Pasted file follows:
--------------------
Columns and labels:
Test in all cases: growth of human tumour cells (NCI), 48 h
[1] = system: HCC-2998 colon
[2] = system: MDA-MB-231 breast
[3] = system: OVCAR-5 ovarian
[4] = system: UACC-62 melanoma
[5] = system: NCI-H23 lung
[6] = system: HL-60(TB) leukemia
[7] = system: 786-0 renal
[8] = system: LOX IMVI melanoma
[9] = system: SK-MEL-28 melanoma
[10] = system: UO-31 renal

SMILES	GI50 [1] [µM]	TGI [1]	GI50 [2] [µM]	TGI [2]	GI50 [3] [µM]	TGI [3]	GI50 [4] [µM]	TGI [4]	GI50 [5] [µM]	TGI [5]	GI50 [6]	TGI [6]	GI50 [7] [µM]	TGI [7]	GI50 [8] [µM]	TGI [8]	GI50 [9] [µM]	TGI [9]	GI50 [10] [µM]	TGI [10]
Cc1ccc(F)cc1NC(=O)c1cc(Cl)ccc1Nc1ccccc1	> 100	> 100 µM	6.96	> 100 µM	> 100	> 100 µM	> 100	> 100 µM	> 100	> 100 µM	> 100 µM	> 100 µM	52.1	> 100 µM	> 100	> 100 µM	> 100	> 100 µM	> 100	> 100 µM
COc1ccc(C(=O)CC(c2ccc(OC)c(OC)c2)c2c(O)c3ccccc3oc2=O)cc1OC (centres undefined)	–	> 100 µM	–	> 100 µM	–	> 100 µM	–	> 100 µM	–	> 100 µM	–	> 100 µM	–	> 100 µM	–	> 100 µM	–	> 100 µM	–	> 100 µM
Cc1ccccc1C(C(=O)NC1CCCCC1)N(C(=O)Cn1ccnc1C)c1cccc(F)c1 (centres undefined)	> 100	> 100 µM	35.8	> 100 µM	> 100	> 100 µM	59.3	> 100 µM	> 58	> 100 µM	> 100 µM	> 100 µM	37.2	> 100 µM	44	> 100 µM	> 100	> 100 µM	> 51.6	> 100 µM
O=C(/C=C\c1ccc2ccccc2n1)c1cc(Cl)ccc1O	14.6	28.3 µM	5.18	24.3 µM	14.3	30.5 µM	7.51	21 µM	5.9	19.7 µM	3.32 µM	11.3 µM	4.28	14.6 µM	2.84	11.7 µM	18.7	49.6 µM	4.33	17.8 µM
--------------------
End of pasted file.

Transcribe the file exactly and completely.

Columns and labels:
Test in all cases: growth of human tumour cells (NCI), 48 h
[1] = system: HCC-2998 colon
[2] = system: MDA-MB-231 breast
[3] = system: OVCAR-5 ovarian
[4] = system: UACC-62 melanoma
[5] = system: NCI-H23 lung
[6] = system: HL-60(TB) leukemia
[7] = system: 786-0 renal
[8] = system: LOX IMVI melanoma
[9] = system: SK-MEL-28 melanoma
[10] = system: UO-31 renal

SMILES	GI50 [1] [µM]	TGI [1]	GI50 [2] [µM]	TGI [2]	GI50 [3] [µM]	TGI [3]	GI50 [4] [µM]	TGI [4]	GI50 [5] [µM]	TGI [5]	GI50 [6]	TGI [6]	GI50 [7] [µM]	TGI [7]	GI50 [8] [µM]	TGI [8]	GI50 [9] [µM]	TGI [9]	GI50 [10] [µM]	TGI [10]
Cc1ccc(F)cc1NC(=O)c1cc(Cl)ccc1Nc1ccccc1	> 100	> 100 µM	6.96	> 100 µM	> 100	> 100 µM	> 100	> 100 µM	> 100	> 100 µM	> 100 µM	> 100 µM	52.1	> 100 µM	> 100	> 100 µM	> 100	> 100 µM	> 100	> 100 µM
COc1ccc(C(=O)CC(c2ccc(OC)c(OC)c2)c2c(O)c3ccccc3oc2=O)cc1OC (centres undefined)	–	> 100 µM	–	> 100 µM	–	> 100 µM	–	> 100 µM	–	> 100 µM	–	> 100 µM	–	> 100 µM	–	> 100 µM	–	> 100 µM	–	> 100 µM
Cc1ccccc1C(C(=O)NC1CCCCC1)N(C(=O)Cn1ccnc1C)c1cccc(F)c1 (centres undefined)	> 100	> 100 µM	35.8	> 100 µM	> 100	> 100 µM	59.3	> 100 µM	> 58	> 100 µM	> 100 µM	> 100 µM	37.2	> 100 µM	44	> 100 µM	> 100	> 100 µM	> 51.6	> 100 µM
O=C(/C=C\c1ccc2ccccc2n1)c1cc(Cl)ccc1O	14.6	28.3 µM	5.18	24.3 µM	14.3	30.5 µM	7.51	21 µM	5.9	19.7 µM	3.32 µM	11.3 µM	4.28	14.6 µM	2.84	11.7 µM	18.7	49.6 µM	4.33	17.8 µM